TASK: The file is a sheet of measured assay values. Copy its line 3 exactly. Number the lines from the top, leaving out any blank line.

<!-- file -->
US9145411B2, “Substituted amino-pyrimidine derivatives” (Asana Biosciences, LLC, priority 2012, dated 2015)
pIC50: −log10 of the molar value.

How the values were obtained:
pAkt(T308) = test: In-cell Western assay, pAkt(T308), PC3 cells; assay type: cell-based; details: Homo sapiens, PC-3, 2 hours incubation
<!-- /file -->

How the values were obtained: